There is a theoretical possibility that idarucizumab promotes a pro-coagulant state, or even interferes with tPA action. Interim data from the RE-VERSE study revealed that 5/90 patients developed thrombotic events . The occurrence was late (beyond 72 h) in four patients, including one patient who experienced deep vein thrombosis and pulmonary embolism 2 days after reversal. Notably, a left-atrial thrombus was detected in one patient 9 days after treatment with idarucizumab. None of the patients in the RE-VERSE study received antithrombotic treatment during the period when these adverse events occurred. Notably, a late plasma dabigatran concentration surge, as observed in 22 patients in the RE-VERSE study, which most likely results from the redistribution of extravascular dabigatran into the intravascular compartment, needs to be taken into account. The relevance of this potentially detrimental process in the setting of tPA and AIS needs to be evaluated in upcoming studies.
The findings of our analysis are also important from a laboratory perspective. Kate and co-workers set a threshold for potentially safe dabigatran concentrations at less than 10 ng/mL . The median dabigatran concentration in our study was 74 ng/mL, and in four patients was less than 50 ng/mL. Concentrations below 50 ng/mL are considered subtherapeutic [38, 39]. The anticoagulant effect of DOACs is initiated immediately after oral intake, and is strongly related to their plasma concentrations . Thus, the relatively low serum concentrations in a few patients are likely to have increased, possibly peaking during ongoing i.v. tPA treatment, if not neutralized by idarucizumab. In addition, renal function is crucial when considering the anticoagulant properties of DOAC such as dabigatran, which is predominantly cleared via the kidney .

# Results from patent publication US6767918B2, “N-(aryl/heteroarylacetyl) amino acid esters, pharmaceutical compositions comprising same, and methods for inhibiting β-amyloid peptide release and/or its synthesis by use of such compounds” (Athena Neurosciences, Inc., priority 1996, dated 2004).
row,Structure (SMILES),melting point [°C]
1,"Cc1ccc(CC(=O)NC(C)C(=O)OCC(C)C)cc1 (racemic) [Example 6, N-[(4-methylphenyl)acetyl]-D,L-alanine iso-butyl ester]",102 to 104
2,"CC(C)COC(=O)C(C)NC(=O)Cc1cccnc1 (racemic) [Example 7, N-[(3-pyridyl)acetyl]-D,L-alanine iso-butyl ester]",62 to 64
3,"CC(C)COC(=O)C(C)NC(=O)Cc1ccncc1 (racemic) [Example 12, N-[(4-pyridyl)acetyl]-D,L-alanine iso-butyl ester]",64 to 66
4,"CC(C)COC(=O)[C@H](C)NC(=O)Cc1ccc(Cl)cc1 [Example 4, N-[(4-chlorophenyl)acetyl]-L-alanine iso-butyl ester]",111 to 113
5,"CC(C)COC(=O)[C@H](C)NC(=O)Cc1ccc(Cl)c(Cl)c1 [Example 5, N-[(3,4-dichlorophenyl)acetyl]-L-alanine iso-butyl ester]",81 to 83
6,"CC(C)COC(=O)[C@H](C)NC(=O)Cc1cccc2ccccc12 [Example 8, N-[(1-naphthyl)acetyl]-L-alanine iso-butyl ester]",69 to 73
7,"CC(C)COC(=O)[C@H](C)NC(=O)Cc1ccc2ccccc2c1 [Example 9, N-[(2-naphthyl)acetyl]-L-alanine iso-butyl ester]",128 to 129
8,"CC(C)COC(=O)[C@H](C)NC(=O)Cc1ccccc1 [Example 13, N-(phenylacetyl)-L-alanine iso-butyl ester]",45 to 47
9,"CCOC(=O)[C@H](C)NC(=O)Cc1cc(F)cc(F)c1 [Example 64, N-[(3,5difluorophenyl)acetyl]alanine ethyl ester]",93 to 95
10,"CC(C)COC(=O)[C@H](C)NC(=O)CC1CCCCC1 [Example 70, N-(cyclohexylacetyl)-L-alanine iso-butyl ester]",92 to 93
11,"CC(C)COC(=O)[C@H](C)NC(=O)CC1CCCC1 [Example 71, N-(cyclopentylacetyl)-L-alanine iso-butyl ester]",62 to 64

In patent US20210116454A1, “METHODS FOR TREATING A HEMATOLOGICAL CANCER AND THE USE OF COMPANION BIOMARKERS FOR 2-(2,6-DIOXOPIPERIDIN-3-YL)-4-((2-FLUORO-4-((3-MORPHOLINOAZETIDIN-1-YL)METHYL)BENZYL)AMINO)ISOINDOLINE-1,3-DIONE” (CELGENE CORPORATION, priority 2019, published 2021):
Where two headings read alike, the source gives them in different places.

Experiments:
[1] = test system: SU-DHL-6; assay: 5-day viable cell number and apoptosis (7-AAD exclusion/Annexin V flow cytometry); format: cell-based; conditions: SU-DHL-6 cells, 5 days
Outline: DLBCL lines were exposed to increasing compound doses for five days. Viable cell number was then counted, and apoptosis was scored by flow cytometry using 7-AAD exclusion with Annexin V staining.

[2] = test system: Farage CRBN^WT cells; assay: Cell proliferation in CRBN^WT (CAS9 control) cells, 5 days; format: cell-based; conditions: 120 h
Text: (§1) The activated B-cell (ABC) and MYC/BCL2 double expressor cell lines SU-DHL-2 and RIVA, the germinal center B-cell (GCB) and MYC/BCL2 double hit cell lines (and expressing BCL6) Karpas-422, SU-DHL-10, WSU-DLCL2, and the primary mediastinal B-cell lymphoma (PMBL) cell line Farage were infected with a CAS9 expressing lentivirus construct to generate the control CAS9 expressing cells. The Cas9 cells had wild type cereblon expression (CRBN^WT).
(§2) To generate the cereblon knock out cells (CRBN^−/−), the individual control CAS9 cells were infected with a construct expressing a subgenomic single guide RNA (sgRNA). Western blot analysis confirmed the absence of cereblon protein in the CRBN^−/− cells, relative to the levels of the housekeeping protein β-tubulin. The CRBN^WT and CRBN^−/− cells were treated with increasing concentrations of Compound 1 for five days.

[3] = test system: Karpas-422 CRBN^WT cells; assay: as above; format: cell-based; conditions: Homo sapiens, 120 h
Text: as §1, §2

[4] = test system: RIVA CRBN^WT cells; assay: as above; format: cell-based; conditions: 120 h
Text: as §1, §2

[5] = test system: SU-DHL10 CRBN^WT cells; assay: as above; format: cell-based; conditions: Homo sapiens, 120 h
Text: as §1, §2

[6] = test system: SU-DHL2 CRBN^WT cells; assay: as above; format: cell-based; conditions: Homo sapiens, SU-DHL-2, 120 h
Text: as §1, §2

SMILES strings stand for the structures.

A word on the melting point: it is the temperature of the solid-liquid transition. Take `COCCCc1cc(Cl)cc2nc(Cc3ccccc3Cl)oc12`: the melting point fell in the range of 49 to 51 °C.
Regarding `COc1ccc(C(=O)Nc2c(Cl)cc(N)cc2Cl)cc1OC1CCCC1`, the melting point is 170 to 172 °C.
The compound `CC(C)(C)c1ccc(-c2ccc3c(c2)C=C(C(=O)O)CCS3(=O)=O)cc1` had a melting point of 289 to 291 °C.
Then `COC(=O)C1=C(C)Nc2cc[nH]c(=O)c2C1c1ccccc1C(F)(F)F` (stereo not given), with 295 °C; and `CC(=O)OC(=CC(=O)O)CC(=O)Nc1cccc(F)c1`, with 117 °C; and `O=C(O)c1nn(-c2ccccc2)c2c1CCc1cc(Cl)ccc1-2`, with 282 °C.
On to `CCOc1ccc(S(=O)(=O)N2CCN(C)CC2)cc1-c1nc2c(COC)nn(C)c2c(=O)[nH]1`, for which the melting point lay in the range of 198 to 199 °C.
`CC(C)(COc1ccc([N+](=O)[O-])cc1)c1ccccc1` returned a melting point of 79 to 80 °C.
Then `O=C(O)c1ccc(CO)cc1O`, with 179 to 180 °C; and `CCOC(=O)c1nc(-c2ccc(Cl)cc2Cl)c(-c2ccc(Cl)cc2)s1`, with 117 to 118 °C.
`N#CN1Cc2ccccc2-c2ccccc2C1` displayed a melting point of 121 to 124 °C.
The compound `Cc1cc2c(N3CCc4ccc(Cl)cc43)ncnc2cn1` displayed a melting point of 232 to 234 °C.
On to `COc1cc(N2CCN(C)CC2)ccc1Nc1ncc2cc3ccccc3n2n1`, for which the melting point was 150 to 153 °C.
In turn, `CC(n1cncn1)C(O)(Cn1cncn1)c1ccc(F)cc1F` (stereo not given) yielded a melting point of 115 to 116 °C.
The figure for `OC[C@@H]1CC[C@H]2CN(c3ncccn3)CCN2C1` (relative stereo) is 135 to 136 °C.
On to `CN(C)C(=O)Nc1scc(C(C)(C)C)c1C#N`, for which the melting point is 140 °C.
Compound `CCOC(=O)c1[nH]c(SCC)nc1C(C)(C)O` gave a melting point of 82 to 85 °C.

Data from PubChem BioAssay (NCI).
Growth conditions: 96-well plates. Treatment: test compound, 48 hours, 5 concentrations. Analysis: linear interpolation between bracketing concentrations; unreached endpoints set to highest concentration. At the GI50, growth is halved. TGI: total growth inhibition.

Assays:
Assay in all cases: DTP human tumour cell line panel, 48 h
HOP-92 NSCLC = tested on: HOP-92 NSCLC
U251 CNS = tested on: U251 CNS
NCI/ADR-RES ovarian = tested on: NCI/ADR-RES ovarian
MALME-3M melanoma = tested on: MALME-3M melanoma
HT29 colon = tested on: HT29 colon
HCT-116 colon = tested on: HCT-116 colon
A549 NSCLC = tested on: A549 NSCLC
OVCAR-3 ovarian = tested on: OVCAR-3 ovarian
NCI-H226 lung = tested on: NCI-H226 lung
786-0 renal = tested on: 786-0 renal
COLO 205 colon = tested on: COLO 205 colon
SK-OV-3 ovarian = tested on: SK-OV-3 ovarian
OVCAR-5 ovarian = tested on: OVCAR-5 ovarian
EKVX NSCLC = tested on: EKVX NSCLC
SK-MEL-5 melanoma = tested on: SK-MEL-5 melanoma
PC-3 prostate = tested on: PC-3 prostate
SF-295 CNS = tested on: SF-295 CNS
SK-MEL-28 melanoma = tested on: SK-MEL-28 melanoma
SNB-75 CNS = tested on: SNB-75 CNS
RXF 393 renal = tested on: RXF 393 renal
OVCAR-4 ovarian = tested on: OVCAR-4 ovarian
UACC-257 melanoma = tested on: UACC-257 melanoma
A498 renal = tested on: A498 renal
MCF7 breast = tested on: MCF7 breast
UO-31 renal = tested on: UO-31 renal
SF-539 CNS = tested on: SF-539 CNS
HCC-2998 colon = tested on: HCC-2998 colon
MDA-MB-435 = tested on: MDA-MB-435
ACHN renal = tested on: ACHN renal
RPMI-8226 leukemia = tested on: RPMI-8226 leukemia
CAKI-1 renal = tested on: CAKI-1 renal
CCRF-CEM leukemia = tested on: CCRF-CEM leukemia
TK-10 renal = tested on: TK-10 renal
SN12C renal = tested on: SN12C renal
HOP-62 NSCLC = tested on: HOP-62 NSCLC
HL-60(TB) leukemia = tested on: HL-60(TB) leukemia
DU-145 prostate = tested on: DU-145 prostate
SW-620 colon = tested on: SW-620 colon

In warfarin-treated patients, the selection for potential thrombolysis candidates is based on International Normalized Ratio values. For dabigatran, ecarin time, TT, and aPTT may be used as point-of-care methods if dabigatran concentrations cannot be determined . Again, Kate and co-workers suggested thresholds for TT (<38 s) or aPTT (<37 s) when i.v. tPA treatment might be performed safely . Using this algorithm, i.v. tPA treatment without antagonization of dabigatran-related anticoagulant activity would have only been considered in one patient (patient 6). Our data, however, also confirm the dilemma that the relationship of aPTT prolongation and dabigatran concentrations is not linear . For instance, the apparently “normal” aPTT in patient 5 was associated with a dabigatran serum concentration of 90 ng/mL. A comparative analysis of TT and aPTT vs. dabigatran was not possible as both values were only reported in five patients.